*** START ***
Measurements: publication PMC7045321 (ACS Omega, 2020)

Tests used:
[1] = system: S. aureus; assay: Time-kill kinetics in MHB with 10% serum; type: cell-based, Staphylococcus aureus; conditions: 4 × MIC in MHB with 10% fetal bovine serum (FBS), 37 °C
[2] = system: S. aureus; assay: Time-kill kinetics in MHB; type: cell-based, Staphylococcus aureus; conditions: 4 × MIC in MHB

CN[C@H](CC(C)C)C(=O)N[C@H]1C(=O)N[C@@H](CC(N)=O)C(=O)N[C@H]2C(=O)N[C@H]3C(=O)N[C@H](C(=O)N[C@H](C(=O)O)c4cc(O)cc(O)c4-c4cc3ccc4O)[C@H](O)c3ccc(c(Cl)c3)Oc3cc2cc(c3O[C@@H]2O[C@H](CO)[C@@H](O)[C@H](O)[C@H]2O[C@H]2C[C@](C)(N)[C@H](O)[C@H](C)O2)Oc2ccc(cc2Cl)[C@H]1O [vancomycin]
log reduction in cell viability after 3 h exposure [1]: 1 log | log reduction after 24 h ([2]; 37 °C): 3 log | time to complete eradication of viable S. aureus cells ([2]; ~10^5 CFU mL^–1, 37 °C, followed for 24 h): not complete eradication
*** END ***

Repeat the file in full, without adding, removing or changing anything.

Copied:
Measurements: publication PMC7045321 (ACS Omega, 2020)

Tests used:
[1] = system: S. aureus; assay: Time-kill kinetics in MHB with 10% serum; type: cell-based, Staphylococcus aureus; conditions: 4 × MIC in MHB with 10% fetal bovine serum (FBS), 37 °C
[2] = system: S. aureus; assay: Time-kill kinetics in MHB; type: cell-based, Staphylococcus aureus; conditions: 4 × MIC in MHB

CN[C@H](CC(C)C)C(=O)N[C@H]1C(=O)N[C@@H](CC(N)=O)C(=O)N[C@H]2C(=O)N[C@H]3C(=O)N[C@H](C(=O)N[C@H](C(=O)O)c4cc(O)cc(O)c4-c4cc3ccc4O)[C@H](O)c3ccc(c(Cl)c3)Oc3cc2cc(c3O[C@@H]2O[C@H](CO)[C@@H](O)[C@H](O)[C@H]2O[C@H]2C[C@](C)(N)[C@H](O)[C@H](C)O2)Oc2ccc(cc2Cl)[C@H]1O [vancomycin]
log reduction in cell viability after 3 h exposure [1]: 1 log | log reduction after 24 h ([2]; 37 °C): 3 log | time to complete eradication of viable S. aureus cells ([2]; ~10^5 CFU mL^–1, 37 °C, followed for 24 h): not complete eradication